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July-August, 2009

Delegation, not hands-on best fulfills board role

The question for this issue is answered with a collaboration of IASB's communications and field services departments and the office of general counsel.

Question: I'm new to the board and learned that I am required by The School Code to approve the budget, employee hires and curriculum changes. If I'm required to do this, shouldn't I have an active role in what's being proposed...like interviewing prospective teachers or developing the budget?

Answer: You are correct that The School Code requires school boards to carry out certain duties such as those you have listed. The question is: "How does an effective school board fulfill these statutory responsibilities?" For guidance, we can look to the Illinois Association of School Boards' Foundational Principles of Effective Governance.

These principles outline the role of the school board as an effective governing board. They state that the board sits in trust for the community and that arising out of this trustee role are certain fundamental duties. The document is available on the Association's website at http://iasb.com/principles.cfm and is the cornerstone of new board member workshops on governance.

One of the six principles applies directly here: "The Board Delegates Authority." That principle states that the board delegates authority to the superintendent to manage the district and provide leadership for the staff. For example, a board may adopt policy that establishes hiring criteria and standards, may delegate the implementation of that policy to the superintendent and may monitor compliance with the policy.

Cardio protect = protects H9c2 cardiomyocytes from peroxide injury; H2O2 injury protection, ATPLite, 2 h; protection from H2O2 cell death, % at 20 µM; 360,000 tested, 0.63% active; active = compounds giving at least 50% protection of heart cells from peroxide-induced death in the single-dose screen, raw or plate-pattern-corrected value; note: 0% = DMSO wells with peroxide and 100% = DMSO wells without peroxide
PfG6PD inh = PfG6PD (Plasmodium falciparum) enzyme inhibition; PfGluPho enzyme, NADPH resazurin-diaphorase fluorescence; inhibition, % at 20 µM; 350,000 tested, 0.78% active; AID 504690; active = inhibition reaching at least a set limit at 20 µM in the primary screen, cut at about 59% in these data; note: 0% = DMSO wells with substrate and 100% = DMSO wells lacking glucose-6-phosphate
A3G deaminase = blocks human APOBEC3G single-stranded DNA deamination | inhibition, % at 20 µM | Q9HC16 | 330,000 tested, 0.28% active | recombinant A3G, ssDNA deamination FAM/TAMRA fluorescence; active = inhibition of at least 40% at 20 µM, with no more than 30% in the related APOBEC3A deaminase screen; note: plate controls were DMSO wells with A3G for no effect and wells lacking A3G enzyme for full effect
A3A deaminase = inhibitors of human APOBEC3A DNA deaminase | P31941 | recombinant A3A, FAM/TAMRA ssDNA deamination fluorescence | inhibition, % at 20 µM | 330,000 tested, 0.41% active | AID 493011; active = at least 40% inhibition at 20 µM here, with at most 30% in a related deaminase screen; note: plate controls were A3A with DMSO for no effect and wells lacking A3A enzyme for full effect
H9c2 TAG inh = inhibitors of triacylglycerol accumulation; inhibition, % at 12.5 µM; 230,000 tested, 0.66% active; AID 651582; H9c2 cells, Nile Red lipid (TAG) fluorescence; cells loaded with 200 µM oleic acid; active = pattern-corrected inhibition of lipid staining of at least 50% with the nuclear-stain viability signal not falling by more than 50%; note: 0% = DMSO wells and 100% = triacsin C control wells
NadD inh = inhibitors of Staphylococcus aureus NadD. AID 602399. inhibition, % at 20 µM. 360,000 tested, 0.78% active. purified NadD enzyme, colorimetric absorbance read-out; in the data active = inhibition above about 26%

This allows the board to spend its time establishing what it wants, delegating the authority to get the job done to the professional staff best qualified to do the work and monitoring whether the board's direction is being followed and its goals are being achieved.

Ultimately, the board is responsible for everything, yet it must recognize that everything depends upon a capable and competent staff. This sort of delegation can be difficult for board members who are accustomed to direct action. However, to stay appropriately focused on the big picture and avoid confusing staff, school board members must discipline themselves to trust their superintendent and staff and not involve themselves in the day-to-day operations of the district.

One of the best resources to help new board members understand the requirements of The School Code and how a board must operate as a corporate entity is the Illinois School Law Survey. Now in its 10th edition, the Law Survey is written by Brian A. Braun, a school law attorney who lives in Champaign.

This reference book tries to clarify, in simple-to-understand language, what board members, as well as the general public, might want to know about The School Code.

The Law Survey is written in a Q&A form that follows the various sections of The School Code and provides specific legal references to go along with each entry.

Understanding the board's legal responsibilities and the appropriate governance role of school board members in their district is important. For information on professional development opportunities, contact Judy Williams at jwilliams@iasb.com. For information on books, contact Tammy Call at tcall@iasb.com, or visit IASB's online bookstore at http://iasb.com/shop/.

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